The first three are pretty common but I hadn’t seen the fourth — internal corporate politics — as a factor in investing. Now, I’m going to pay more attention to it, especially in later stage startups where it’s relevant.

Keep the weights of these four characteristics in mind when considering an investment opportunity.

Pipedrive and Gainsight Exiting to Private Equity

Recently Vista Equity Partners announced separate acquisitions of Pipedrive for $1.5 billion and Gainsight for $1.1 billion. Both startups are highly regarded as category leaders in SMB CRM and enterprise customer success, respectively. Let’s take a look at some quick data points from each.

Pipedrive – Sales CRM and Pipeline Management

Gainsight – The Customer Success Company

In today’s white-hot SaaS market with public multiples near all-time highs, why sell to a premium private equity firm instead of staying the course and raising more money? Here are a few ideas:

  • Vista Track Record
    Vista Equity Partners has one of the best track records in the world for B2B SaaS. With their secret playbook and massive buying power, they have proven best practices and scale benefits. While they are known for running a tight ship, there are opportunities to improve the existing fundamentals.
  • Early Employees and Investors Liquidity
    With the companies being at least a decade old, early employees are often looking for liquidity and early investors are often looking to close out their funds, return capital, lock in a big win, etc. While there is a huge amount of secondary available today, it won’t be at the premium that comes with a control position.
  • Growth Investor Terms
    While some B2B SaaS startups are raising money at 100x multiples, and the BVP Cloud Index is at 20.3x, the reality is that modest growth (10-20%) startups are raising money at dramatically lower multiples. Put another way, there’s a huge premium for growth companies. Modest growth can imply a number of different things but the most common are that the total addressable market isn’t as big as desired, competition is strong, and/or churn is high. Instead of taking a lower valuation with potentially more onerous terms, selling a majority position gets primary and secondary capital at a more favorable valuation.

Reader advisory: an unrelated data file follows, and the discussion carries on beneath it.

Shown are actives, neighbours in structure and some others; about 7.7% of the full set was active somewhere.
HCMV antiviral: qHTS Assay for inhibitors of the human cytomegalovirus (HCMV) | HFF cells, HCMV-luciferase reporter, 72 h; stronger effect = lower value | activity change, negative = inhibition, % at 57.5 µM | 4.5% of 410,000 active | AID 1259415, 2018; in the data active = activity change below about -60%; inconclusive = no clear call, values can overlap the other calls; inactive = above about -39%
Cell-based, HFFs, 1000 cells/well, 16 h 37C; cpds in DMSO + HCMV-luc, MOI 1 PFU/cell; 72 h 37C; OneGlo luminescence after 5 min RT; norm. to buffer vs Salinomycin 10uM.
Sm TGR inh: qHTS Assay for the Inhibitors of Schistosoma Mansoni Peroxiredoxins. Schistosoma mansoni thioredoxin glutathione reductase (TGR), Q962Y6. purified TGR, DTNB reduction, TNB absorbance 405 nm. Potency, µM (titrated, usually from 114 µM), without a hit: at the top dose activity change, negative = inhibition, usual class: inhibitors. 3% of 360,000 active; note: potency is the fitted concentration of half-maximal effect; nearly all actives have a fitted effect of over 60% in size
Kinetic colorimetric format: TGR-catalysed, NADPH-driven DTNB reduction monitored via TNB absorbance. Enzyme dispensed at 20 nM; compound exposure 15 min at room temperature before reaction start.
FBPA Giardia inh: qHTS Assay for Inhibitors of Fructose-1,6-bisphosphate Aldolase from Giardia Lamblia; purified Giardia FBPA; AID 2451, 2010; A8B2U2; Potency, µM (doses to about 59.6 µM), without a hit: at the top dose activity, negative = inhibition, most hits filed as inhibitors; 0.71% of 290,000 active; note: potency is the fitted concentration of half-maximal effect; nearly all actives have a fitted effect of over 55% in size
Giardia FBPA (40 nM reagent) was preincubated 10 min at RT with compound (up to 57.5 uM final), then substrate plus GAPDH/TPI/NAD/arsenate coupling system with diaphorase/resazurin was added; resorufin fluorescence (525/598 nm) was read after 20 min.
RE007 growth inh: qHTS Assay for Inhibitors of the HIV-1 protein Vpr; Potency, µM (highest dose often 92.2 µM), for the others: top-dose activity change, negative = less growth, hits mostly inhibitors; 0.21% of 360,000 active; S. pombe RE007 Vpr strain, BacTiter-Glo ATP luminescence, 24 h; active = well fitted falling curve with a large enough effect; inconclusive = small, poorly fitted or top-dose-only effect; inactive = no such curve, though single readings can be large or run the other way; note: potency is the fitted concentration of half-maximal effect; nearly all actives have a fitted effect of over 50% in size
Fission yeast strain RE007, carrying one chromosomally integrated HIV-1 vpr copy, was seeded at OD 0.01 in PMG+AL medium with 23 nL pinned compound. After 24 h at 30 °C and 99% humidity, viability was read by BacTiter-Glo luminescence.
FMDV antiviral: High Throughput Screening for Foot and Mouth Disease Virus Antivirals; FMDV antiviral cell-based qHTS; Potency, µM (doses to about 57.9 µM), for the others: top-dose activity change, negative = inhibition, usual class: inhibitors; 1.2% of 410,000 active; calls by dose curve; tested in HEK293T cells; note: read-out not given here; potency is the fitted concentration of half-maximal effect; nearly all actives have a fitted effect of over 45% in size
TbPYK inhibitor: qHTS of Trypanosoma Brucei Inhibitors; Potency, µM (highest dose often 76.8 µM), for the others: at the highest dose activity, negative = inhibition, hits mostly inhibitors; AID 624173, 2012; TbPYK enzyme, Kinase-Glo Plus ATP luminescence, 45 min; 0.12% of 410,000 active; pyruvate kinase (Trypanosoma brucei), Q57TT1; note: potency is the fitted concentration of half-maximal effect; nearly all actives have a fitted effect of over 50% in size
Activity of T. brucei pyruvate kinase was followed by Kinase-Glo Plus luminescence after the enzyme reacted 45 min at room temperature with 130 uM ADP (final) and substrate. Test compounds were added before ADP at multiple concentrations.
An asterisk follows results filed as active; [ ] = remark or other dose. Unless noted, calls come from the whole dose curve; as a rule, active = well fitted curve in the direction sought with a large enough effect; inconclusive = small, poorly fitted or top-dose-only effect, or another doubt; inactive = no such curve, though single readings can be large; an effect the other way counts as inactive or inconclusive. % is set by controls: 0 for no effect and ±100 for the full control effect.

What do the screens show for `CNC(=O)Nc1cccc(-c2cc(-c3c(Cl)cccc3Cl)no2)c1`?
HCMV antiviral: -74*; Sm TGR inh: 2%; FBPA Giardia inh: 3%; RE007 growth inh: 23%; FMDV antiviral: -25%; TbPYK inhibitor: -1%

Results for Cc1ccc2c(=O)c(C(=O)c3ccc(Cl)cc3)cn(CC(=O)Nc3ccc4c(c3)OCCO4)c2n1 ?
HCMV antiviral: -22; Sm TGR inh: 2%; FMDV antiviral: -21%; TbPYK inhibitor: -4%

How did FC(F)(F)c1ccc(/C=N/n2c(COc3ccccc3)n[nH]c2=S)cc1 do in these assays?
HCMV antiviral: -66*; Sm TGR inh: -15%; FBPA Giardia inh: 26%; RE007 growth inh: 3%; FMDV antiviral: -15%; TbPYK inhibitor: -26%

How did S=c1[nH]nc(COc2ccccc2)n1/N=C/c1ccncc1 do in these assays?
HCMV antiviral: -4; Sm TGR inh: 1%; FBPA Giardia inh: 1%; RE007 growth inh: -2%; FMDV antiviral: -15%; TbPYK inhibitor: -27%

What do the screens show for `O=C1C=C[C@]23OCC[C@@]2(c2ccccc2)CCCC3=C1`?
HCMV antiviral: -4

As SaaS startups continue to be in favor, and the economics highly desirable, look for more private equity activity in the space, especially next year. It’s a great time to be in SaaS.

Congratulations to the teams at Pipedrive and Gainsight for building incredible businesses.

Atlanta Startups on the Deloitte Technology Fast 500

Every year I enjoy reading through the Deloitte Technology Fast 500 and seeing how tech startups in Atlanta are doing. This year’s report is excellent and highlights a number of Atlanta’s high growth firms.

Here are the Atlanta startups on the list:

  • #4 – OneTrust – Privacy, Security and Data Governance Software
  • #8 – CharterUP – Charter Bus Rentals, Comparisons and Tracking
  • #11 – FIXD – The Car Scanner That’s Saving People $1000s
  • #26 – LeaseQuery – Rated #1 for ASC 842, IFRS, & GASB Compliance
  • #97 – Calendly – Free Online Appointment Scheduling Software
  • #102 – GROUNDFLOOR – What are you building?
  • #106 – FullStory – Build a More Perfect Digital Experience
  • #149 – LendingPoint – Personal Loans for Fair Credit Customers
  • #228 – GreenPrint – Corporate Sustainability Solutions
  • #229 – Terminus – The Leading Account Based Marketing Platform
  • #274 – SalesLoft – Sales Acceleration & Customer Engagement Platform
  • #286 – MacStadium – Mac Servers and Cloud Solutions on Apple Hardware
  • #319 – Intelligent Systems – Prepaid and Credit Card Processing Services
  • #330 – SaaSOptics – Top Subscription Management Software
  • #341 – BitPay – Welcome to the Future of Payments
  • #386 – AODocs – Cloud Document Services Platform
  • #370 – CallRail – Call Tracking & Marketing Analytics Software
  • #371 – SpringBot – Data-Driven eCommerce Marketing Simplified
  • #373 – QGenda – The #1 Automated Provider Scheduling Solution
  • #405 – Wahoo Fitness – Indoor Bike Trainers, GPS Bike Computers, Cycling Sensors & Heart Rate Monitors
  • #408 – Azalea Health – Leading Cloud-based Health IT Platform
  • #415 – Kahua – Construction Program Management Software
  • #497 – Mobilewalla – Consumer Intelligence Platform – Mobile Marketing
  • #498 – ShootProof – Online Proofing Galleries for Photographers

Congrats to all the companies on the Deloitte Technology Fast 500 and especially the Atlanta startups.

Startup Learnings Take Time, So Just Start